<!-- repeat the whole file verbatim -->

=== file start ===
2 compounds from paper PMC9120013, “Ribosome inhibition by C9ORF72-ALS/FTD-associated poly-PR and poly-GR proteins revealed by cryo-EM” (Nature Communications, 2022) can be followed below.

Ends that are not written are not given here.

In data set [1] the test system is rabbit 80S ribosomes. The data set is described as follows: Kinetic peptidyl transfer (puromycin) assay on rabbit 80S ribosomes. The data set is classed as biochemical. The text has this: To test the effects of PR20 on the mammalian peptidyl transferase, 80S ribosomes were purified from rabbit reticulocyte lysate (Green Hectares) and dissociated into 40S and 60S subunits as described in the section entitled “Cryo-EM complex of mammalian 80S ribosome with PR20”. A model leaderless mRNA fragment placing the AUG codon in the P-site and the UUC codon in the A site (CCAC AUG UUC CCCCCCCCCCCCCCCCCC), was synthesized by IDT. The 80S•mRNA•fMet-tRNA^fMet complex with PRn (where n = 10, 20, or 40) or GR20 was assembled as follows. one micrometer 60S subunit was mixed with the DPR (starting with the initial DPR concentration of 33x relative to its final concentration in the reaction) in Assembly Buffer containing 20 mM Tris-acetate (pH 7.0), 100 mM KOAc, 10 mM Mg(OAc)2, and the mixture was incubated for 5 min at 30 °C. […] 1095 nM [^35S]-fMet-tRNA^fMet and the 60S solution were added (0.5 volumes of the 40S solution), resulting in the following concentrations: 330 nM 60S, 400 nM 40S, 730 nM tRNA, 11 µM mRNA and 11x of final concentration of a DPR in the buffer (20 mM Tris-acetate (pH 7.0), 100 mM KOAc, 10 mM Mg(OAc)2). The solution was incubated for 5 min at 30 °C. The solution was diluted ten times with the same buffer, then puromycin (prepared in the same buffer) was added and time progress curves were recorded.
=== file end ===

2 compounds from paper PMC9120013, “Ribosome inhibition by C9ORF72-ALS/FTD-associated poly-PR and poly-GR proteins revealed by cryo-EM” (Nature Communications, 2022) can be followed below.

Ends that are not written are not given here.

In data set [1] the test system is rabbit 80S ribosomes. The data set is described as follows: Kinetic peptidyl transfer (puromycin) assay on rabbit 80S ribosomes. The data set is classed as biochemical. The text has this: To test the effects of PR20 on the mammalian peptidyl transferase, 80S ribosomes were purified from rabbit reticulocyte lysate (Green Hectares) and dissociated into 40S and 60S subunits as described in the section entitled “Cryo-EM complex of mammalian 80S ribosome with PR20”. A model leaderless mRNA fragment placing the AUG codon in the P-site and the UUC codon in the A site (CCAC AUG UUC CCCCCCCCCCCCCCCCCC), was synthesized by IDT. The 80S•mRNA•fMet-tRNA^fMet complex with PRn (where n = 10, 20, or 40) or GR20 was assembled as follows. one micrometer 60S subunit was mixed with the DPR (starting with the initial DPR concentration of 33x relative to its final concentration in the reaction) in Assembly Buffer containing 20 mM Tris-acetate (pH 7.0), 100 mM KOAc, 10 mM Mg(OAc)2, and the mixture was incubated for 5 min at 30 °C. […] 1095 nM [^35S]-fMet-tRNA^fMet and the 60S solution were added (0.5 volumes of the 40S solution), resulting in the following concentrations: 330 nM 60S, 400 nM 40S, 730 nM tRNA, 11 µM mRNA and 11x of final concentration of a DPR in the buffer (20 mM Tris-acetate (pH 7.0), 100 mM KOAc, 10 mM Mg(OAc)2). The solution was incubated for 5 min at 30 °C. The solution was diluted ten times with the same buffer, then puromycin (prepared in the same buffer) was added and time progress curves were recorded.